The Kids in the Hall, summarized here that depicts a career-destroying utterance of an idiot.
A literary analogue was recently perpetrated by Ms. Victoria Foyt who claims not to be a racist. Yet, she has written a series of books "Save The Pearls" that refers to blacks as "coals" and whites as "pearls." This is not prima facie evidence of racism. But close.
I detest those who find racism where it is not. For example, Huckleberry Finn, by Mark Twain has been called racist.
Look at the illustration, the black guy is kneeling! It's racist because Huck uses the n-word!
But Huck is saves the life of his friend Jim who happens to be black and learns to recognize an escaped slave is a far better man than the white scalawags called the duke and the king.
Sometimes, the way you make a point makes it impossible for anyone to hear that point. A good example an idea that Ann Coulter advanced a few years ago. One must separate sympathetic feelings for a person from the merits of what that person is advocating. If Hitler advocates that two plus two is four, then we cannot let our distaste for Hitler make us innumerate.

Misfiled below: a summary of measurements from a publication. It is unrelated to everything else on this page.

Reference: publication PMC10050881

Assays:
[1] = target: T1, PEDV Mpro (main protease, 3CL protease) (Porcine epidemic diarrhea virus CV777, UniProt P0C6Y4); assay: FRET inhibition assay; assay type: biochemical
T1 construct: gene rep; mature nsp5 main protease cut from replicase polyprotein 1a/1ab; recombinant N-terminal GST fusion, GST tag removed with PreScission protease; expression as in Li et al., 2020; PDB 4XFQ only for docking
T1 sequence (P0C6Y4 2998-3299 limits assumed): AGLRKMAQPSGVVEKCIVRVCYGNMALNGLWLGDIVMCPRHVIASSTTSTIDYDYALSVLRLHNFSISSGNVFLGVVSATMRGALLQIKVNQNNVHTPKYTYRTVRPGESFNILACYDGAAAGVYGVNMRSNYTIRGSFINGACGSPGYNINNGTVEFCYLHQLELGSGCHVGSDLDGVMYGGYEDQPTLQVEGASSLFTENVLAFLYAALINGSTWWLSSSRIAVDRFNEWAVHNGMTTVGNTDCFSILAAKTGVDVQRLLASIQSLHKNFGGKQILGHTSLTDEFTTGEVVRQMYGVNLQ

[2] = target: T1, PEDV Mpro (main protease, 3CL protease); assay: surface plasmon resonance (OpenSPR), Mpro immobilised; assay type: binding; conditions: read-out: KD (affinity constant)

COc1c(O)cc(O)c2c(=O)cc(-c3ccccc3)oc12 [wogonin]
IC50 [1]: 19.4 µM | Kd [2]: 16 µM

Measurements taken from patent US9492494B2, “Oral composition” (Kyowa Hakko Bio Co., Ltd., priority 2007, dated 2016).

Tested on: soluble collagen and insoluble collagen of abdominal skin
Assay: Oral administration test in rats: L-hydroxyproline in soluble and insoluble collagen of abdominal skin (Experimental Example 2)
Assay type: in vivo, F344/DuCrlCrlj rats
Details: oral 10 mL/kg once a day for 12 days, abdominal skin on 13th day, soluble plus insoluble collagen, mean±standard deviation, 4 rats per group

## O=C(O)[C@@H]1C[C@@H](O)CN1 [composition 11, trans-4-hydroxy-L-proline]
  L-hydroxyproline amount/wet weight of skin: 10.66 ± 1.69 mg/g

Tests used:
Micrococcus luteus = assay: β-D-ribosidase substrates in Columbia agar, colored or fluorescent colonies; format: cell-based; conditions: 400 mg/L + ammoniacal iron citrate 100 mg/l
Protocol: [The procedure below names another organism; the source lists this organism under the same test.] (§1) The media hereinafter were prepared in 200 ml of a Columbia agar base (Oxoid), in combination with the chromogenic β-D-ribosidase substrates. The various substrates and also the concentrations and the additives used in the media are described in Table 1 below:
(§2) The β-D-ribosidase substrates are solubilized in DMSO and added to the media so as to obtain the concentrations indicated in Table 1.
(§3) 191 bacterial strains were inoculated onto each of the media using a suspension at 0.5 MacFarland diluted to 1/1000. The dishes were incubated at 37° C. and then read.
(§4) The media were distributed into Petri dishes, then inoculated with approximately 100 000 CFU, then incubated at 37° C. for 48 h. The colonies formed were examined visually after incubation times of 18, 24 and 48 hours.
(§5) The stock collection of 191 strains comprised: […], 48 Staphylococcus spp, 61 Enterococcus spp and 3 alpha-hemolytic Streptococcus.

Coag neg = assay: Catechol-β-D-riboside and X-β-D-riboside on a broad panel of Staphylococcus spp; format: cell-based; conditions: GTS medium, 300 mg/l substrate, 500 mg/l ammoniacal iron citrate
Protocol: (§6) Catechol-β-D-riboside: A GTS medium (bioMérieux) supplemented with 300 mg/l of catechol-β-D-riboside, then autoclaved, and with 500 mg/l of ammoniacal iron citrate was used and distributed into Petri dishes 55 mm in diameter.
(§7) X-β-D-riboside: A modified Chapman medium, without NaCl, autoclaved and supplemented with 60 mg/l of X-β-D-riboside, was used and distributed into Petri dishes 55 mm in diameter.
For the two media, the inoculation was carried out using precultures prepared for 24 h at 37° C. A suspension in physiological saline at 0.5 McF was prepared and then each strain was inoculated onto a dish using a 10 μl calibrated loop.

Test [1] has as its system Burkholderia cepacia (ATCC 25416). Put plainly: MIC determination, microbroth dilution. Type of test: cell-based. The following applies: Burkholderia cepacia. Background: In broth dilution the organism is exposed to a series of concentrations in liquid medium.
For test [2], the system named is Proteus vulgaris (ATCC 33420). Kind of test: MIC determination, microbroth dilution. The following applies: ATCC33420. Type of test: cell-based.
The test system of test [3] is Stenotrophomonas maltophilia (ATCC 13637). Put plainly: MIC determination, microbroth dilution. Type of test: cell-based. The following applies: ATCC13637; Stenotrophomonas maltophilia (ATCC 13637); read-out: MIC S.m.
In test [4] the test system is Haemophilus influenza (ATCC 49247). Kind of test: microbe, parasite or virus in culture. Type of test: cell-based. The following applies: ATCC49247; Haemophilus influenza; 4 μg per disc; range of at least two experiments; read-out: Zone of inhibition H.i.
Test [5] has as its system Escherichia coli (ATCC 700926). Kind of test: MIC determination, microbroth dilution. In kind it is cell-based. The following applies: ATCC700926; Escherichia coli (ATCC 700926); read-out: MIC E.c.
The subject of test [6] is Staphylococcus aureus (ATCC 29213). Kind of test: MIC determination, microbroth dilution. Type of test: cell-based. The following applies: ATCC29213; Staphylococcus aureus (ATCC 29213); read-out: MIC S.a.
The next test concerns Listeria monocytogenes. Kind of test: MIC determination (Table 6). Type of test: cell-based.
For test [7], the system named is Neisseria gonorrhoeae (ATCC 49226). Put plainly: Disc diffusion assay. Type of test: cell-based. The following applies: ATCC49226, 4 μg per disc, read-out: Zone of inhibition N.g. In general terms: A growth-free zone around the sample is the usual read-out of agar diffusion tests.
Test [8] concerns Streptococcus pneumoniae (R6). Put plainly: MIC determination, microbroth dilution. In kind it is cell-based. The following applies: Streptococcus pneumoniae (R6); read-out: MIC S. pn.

When you sit down to write, have in mind what you want to say. There are live, high-voltage lines that if you brush up against them, the sparks and fire will blind your readers to it. (If you think some politician is a poopy-head, half the people in the country voted for that poopy-head and the other half voted against him. Do you want your reader response to depend upon party affiliation? I don't, because I'm a Whig.) You need to be sensitive to where the high-voltage lines are and stay clear of them.
Our words are not judged by what we intend, but by how they are received.
If you have a character say, "that's mighty white of you," your readers might not appreciate the fact that you intended it as a gentle dig against white people. My sainted mother never held any ill will against followers of Judaism, yet she used the idiom "Jewing him down" when she meant nothing besides negotiating a better price. You can use idiomatic language like that, but when you do, sparks can fly. Those sparks may not be what you want.
Just ask Ms. Foyt.